Ten months into his administration, Gov. Matt Bevin has yet to appoint a permanent secretary of the Kentucky Cabinet for Economic Development, and now Erik Dunnigan — the individual who has served as acting secretary during this period — has submitted his notice of resignation.
The cabinet’s role is to attract employers to the state and help existing ones expand, but it has not had a permanent secretary since Larry Hayes resigned last November. Despite Hayes announcing his intent to resign six months earlier, former Gov. Steve Beshear chose to leave the appointment of a new secretary to his successor, though Bevin has not yet done so.
Deputy Secretary Dunnigan has served as acting director since last year, but Economic Development spokesman Jack Mazurak tells IL that he submitted a letter to Bevin last week stating he would resign on Nov. 15 “to take advantage of an unexpected and promising opportunity in the private sector.”
As The Herald Leader reported last month, the head of a Mississippi-based firm receiving a $32,000 contract to search for a permanent secretary expressed concern about how the candidates have been handled in the lengthy process, which he called “frustrating and difficult.” At the Sept. 2 meeting of the Economic Development Partnership Board — which oversees the candidates and submits the names of potential candidates — Bevin asked its members to submit three more names, apparently unsatisfied with the three finalists he had previously interviewed.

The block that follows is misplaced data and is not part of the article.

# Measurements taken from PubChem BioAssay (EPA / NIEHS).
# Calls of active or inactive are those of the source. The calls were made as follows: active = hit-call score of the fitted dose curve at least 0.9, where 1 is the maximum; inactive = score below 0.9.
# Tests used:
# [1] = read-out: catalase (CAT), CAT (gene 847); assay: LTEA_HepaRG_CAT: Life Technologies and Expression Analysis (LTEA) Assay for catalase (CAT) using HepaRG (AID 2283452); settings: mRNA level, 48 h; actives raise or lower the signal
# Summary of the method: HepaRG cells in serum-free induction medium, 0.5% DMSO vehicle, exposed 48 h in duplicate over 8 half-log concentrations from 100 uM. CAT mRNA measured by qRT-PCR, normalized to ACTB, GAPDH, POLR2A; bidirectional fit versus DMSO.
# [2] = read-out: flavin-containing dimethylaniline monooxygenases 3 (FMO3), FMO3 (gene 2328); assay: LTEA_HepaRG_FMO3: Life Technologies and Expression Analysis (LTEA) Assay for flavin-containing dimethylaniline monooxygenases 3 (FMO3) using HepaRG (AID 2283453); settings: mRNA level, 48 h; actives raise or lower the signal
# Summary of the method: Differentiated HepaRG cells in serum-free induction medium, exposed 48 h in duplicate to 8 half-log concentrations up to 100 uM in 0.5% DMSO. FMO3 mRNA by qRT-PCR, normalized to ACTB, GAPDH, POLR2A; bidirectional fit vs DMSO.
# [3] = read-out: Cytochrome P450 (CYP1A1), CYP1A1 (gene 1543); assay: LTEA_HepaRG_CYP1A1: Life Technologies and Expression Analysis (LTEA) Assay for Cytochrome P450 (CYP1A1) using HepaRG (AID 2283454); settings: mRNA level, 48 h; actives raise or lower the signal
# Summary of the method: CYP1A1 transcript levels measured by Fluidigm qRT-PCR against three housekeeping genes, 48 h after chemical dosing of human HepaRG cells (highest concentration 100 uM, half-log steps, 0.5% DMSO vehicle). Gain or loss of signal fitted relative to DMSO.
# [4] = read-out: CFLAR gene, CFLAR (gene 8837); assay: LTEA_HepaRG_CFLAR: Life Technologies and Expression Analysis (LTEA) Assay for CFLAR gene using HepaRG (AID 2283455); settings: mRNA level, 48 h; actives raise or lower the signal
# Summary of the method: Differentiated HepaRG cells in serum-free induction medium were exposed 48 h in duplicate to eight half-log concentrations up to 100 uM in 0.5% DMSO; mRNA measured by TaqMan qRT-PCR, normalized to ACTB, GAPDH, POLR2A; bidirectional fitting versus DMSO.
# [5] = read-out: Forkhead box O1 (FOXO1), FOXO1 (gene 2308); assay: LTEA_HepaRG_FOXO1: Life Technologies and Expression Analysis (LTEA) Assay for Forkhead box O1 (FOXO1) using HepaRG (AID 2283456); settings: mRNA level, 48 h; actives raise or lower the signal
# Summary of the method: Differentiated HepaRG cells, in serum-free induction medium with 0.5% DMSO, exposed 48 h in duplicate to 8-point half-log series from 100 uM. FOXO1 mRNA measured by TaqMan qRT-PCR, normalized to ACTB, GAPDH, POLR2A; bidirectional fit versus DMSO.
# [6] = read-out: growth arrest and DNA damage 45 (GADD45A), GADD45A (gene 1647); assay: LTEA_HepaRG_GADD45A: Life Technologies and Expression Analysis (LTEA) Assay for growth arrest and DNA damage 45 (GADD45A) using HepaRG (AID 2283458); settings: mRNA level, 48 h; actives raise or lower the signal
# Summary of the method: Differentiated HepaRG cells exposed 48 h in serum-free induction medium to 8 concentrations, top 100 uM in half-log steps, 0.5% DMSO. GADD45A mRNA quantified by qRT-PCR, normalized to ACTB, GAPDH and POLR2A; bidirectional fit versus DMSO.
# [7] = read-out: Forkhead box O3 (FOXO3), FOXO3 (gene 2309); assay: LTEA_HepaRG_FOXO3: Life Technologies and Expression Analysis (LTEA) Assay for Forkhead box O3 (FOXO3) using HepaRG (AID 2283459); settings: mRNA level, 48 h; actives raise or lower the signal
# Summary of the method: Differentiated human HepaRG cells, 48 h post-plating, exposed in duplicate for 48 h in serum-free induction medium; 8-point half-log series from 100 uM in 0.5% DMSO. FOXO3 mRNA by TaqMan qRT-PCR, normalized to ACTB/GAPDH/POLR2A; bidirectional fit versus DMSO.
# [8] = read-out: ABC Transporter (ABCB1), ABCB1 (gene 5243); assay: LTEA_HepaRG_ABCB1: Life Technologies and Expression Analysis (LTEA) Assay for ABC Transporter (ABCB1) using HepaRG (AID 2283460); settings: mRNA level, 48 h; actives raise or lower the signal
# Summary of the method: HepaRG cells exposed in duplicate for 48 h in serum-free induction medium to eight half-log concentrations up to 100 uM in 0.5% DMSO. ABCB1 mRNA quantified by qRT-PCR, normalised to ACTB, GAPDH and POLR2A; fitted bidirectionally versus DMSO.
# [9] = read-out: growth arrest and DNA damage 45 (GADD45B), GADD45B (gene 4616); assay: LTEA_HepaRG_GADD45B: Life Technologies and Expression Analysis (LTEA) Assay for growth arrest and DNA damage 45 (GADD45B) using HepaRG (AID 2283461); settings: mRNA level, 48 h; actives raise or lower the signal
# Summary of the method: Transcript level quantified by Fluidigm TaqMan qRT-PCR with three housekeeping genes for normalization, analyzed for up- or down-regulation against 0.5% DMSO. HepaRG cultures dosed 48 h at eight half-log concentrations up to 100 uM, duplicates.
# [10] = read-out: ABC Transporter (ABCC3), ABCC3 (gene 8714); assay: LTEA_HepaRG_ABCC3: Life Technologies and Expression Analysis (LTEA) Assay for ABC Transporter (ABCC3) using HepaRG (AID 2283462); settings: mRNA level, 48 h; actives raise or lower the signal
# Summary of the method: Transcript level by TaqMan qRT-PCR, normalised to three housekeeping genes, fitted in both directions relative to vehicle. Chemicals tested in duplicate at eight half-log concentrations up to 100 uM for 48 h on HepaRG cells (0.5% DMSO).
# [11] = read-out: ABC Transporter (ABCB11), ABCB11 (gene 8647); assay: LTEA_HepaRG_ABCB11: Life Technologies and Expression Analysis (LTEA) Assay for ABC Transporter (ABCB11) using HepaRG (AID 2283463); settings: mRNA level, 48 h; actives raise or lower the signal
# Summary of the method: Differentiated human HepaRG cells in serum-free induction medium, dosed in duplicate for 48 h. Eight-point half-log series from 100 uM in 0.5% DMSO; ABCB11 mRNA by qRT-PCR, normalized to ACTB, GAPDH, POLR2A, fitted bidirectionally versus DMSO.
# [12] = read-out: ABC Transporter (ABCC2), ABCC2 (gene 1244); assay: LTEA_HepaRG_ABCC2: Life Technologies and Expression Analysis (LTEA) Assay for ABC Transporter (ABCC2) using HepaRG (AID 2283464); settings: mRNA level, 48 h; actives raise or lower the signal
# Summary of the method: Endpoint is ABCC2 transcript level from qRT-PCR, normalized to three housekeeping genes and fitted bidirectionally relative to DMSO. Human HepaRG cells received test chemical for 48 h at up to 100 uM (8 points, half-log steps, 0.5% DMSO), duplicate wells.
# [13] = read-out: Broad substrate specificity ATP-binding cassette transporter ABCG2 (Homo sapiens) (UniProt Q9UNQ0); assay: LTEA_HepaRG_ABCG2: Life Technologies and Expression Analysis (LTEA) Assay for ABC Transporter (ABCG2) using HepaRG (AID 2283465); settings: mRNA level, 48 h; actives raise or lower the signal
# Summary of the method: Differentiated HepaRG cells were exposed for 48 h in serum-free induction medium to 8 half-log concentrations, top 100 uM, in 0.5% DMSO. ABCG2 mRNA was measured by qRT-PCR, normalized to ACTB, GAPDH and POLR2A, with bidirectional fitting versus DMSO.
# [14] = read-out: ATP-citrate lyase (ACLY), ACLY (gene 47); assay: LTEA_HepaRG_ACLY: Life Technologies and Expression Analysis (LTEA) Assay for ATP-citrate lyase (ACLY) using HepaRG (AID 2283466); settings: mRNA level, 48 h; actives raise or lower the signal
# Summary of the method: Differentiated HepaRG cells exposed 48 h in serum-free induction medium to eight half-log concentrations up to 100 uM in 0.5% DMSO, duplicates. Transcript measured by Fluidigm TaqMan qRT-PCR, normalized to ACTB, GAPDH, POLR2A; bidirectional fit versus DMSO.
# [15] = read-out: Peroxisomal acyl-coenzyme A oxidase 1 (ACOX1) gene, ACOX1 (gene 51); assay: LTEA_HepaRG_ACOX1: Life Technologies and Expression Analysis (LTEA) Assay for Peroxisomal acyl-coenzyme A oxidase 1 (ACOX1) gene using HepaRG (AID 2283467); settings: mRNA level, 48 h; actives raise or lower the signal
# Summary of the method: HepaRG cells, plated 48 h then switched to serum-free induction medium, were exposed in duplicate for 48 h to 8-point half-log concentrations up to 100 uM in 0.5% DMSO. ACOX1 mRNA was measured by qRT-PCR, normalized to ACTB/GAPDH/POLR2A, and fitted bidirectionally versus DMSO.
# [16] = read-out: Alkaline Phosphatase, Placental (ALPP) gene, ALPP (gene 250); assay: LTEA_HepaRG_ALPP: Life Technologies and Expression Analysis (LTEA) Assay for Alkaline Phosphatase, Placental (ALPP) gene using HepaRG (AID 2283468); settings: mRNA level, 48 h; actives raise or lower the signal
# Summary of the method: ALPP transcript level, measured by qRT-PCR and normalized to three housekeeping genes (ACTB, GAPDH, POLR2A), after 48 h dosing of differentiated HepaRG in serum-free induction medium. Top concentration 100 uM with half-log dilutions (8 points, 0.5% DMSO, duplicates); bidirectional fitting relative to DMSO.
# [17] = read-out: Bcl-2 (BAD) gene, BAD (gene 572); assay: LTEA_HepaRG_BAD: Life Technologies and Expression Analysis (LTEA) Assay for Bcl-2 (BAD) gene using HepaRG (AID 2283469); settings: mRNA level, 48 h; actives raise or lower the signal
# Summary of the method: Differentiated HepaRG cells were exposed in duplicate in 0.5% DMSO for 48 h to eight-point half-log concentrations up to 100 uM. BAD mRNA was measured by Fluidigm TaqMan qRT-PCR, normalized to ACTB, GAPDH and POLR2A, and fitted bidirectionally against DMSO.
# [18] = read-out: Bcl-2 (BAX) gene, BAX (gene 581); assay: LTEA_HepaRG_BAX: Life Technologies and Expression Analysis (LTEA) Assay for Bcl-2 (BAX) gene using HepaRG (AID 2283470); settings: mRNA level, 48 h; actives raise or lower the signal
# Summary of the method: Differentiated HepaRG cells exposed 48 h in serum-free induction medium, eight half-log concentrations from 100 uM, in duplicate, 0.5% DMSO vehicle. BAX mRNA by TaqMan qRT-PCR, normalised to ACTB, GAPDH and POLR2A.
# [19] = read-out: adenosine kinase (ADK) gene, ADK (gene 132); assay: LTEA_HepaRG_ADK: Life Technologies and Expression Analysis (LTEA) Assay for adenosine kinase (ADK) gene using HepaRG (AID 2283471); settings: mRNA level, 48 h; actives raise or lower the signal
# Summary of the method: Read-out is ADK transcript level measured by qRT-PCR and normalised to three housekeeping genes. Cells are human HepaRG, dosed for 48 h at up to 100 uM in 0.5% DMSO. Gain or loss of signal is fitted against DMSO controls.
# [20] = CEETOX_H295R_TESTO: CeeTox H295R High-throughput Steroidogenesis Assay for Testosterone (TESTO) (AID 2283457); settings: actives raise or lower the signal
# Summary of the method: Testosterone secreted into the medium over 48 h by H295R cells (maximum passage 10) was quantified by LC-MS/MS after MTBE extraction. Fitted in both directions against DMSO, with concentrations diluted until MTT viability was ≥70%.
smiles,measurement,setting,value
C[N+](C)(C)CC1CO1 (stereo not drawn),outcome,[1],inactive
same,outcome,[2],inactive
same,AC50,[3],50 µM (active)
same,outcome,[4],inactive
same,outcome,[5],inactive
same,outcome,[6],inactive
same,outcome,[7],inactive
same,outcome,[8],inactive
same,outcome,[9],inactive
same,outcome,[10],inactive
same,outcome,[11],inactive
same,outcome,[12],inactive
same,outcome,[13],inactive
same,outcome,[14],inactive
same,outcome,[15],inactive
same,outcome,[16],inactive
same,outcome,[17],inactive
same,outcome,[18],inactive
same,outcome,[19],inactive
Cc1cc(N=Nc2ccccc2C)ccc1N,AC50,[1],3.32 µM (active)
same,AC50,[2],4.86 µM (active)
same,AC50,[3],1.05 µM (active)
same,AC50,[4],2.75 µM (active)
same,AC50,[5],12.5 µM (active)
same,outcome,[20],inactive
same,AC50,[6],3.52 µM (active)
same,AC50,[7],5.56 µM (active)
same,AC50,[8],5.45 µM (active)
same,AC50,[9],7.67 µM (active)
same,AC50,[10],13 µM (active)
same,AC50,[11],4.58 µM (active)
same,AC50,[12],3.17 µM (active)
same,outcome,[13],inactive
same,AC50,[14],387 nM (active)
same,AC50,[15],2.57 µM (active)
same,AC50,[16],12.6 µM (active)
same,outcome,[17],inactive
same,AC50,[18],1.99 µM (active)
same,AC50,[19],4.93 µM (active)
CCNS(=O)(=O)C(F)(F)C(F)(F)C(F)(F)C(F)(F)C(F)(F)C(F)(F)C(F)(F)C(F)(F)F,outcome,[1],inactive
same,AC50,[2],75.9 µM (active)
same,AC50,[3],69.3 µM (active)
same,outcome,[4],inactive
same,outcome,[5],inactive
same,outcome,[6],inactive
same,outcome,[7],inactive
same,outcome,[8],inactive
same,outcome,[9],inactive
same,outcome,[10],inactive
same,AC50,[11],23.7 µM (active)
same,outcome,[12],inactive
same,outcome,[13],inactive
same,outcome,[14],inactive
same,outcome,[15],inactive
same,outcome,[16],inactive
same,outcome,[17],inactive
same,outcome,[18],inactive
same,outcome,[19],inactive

Joe Lilly, the executive director of the cabinet’s Office of Research and Public Affairs, tells IL that while the board is continuing its search for candidates, the administration’s economic development efforts are proceeding.
“The governor is actively involved in the economic development process on a daily basis,” Lilly said, “and things are currently running smoothly.”
Dunnigan’s current salary is listed as $141,046, while Hayes made over $250,000 a year as secretary. The federal Bureau of Labor Statistics shows that nonfarm jobs in Kentucky had decreased by over 3,000 from last December to August, though preliminary numbers for September showed the state rebounding with over 11,000 additional jobs.